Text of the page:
He highlighted soul group The Three Degrees' pop hit Givin' Up, Givin' In as a track that used to give him "an irresistible urge to get up and dance".
Prince Charles shared his songs as part of a special show on hospital radio to thank NHS staff and volunteers.
It will air at midday and his 13-song playlist will be released on Spotify.
The hour-long programme was recorded as part of a national Thank You Day being held on Sunday to celebrate people who helped respond to the coronavirus pandemic.
It was recorded for the Hospital Broadcasting Association made up of hospital radio stations, and the prince paid tribute to all the hospital radio volunteers who had helped entertain patients and staff during the crisis.
The future king's list of songs from throughout his life is varied, with tracks from artists from South Africa, Scotland, France and the Irish Republic.
The song Givin' Up Givin' In was performed by The Three Degrees at his 30th birthday, and he described it as "one of my favourites and, long ago, used to provide me with an irresistible urge to get up and dance".
Another song - the 1935 track Lulu's Back In Town by Dick Powell - made him happy because it reminded him of his grandmother, the prince said.
And he picked Don't Rain On My Parade by Barbra Streisand as he recalled seeing the star perform at Warner Bros Studios in California when he served as a young lieutenant on HMS Jupiter in the 1970s.
The full list includes:
* Givin' Up, Givin' In - The Three Degrees
* Don't Rain On My Parade - Barbra Streisand
* La Vie En Rose - Edith Piaf
* Upside Down - Diana Ross
* The Voice - Eimear Quinn
* The Click Song - Miriam Makeba
* You're A Lady - Peter Skellern
* La Mer - Charles Trenet
* Bennachie - Old Blind Dogs
* Lulu's Back In Town - Dick Powell
* They Can't Take That Away From Me - Fred Astaire and Ginger Rogers.
* Tros Y Garreg/Crossing the Stone - Catrin Finch
* Tydi a Roddaist - Bryn Terfel
It is not the first time the prince has shared the music he likes: in 2018 he spoke about his love of Leonard Cohen, and he also spoke to Classic FM about his favourite classical pieces last year.
Speaking on Sunday's hospital radio show, which is called Music and Memories With HRH The Prince Of Wales, the prince said he had been "profoundly impressed by the dedication shown by our wonderful NHS staff and volunteers right across the country".
He thanked them for their "sheer resilience and indomitable spirit", as he also paid tribute to the "invaluable service" provided by hospital radio.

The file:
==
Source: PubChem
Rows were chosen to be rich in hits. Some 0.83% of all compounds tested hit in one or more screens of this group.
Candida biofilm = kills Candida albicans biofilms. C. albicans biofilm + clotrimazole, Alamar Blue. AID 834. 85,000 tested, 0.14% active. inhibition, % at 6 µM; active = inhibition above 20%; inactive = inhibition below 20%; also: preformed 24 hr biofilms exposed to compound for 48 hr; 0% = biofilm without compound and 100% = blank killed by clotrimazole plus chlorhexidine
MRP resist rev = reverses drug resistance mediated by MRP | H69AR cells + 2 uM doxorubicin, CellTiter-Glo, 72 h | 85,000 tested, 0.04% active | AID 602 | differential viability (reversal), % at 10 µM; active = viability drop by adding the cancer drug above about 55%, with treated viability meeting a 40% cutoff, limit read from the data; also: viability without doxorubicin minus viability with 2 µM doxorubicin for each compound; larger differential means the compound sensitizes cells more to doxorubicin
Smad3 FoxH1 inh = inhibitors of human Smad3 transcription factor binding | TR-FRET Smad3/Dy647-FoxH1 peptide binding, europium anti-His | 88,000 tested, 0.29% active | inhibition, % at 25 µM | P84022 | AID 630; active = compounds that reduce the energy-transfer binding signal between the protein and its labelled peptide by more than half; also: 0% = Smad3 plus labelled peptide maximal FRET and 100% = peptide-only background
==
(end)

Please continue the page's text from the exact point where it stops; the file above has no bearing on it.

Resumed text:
"During current times, when we have been dealing with the effect of this dreadful pandemic, the role of hospital radio has been even more important, and I know it has been of immeasurable value in connecting people, in providing comfort and companionship, and in raising people's spirits when that is needed," he said.
The programme will be broadcast across 180 member stations of the HBA at 12:00 BST on Sunday. A Spotify playlist with all the tracks will also be shared on social media by Clarence House.
The HBA's chairman Grant McNaughton said it was "truly amazing" for the prince to recognise the dedication of hospital radio staff volunteers.
The radio programme is one of many events taking place across the UK to mark national Thank You Day.
Communities across the UK are being encouraged to come together to say thank you to all those who have helped keep the country going during the pandemic.
At 17:00, the public are encouraged to raise a glass or mug to everyone who has helped the country through the past year.
Meanwhile on Saturday evening, the Wembley arch, the Liver building in Liverpool, and Salisbury Cathedral were among more than 70 sites across England being lit up in blue to thank NHS staff for their role in fighting the pandemic, and marking the 73rd anniversary of the NHS on Monday.
Vaccination centres, football stadiums, town halls, churches, hospitals and bridges were also lit up as part of the tribute.
NHS chief people officer, Prerana Issar, attended a memorial service at the London Blossom Garden at Queen Elizabeth Olympic Park in Stratford during the afternoon.
She said: "Each of the colleagues who sadly died while caring for and protecting patients represents an irreplaceable gap in a family and a workplace."
She also wanted to "encourage everyone to take a moment on Saturday to reflect and remember".